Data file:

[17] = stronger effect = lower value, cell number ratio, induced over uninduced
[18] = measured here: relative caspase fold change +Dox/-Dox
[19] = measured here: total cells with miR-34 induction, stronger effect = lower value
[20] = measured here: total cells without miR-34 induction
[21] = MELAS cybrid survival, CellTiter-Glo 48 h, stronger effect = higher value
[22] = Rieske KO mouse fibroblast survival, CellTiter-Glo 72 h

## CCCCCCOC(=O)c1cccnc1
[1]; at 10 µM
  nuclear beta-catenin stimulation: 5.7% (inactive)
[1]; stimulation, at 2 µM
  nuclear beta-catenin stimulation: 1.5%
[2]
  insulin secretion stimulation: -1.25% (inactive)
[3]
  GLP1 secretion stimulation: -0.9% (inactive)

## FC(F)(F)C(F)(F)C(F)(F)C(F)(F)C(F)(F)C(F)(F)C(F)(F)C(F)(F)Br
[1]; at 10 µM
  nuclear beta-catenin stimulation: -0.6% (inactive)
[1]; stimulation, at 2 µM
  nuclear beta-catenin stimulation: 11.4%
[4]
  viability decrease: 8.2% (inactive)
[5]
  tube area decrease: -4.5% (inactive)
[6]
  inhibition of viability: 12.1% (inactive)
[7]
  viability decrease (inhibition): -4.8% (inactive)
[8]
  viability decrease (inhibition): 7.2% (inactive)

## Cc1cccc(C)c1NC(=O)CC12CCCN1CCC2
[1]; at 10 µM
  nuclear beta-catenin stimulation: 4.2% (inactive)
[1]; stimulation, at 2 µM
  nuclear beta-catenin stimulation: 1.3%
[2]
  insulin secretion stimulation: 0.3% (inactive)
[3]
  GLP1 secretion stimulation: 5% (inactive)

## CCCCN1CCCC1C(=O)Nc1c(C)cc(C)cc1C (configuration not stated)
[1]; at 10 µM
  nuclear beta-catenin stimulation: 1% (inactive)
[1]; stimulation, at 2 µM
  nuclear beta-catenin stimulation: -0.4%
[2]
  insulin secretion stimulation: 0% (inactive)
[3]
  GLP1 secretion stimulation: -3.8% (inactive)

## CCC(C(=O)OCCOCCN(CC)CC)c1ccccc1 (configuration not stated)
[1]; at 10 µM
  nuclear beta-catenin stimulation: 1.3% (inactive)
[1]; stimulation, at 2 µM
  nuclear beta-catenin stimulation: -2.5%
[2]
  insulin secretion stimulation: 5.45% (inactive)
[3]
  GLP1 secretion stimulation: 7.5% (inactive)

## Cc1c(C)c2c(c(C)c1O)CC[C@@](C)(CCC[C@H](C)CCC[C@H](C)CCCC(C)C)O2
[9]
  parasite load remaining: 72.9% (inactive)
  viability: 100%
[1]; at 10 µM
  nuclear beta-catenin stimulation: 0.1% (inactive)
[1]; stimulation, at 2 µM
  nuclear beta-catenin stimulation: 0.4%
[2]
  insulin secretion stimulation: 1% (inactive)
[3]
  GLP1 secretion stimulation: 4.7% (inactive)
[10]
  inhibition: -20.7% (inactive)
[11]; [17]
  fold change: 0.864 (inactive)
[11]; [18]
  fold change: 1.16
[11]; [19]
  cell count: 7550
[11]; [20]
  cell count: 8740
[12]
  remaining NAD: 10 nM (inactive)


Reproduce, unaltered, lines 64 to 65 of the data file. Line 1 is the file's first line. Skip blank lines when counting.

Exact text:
[1]; stimulation, at 2 µM
  nuclear beta-catenin stimulation: 0.4%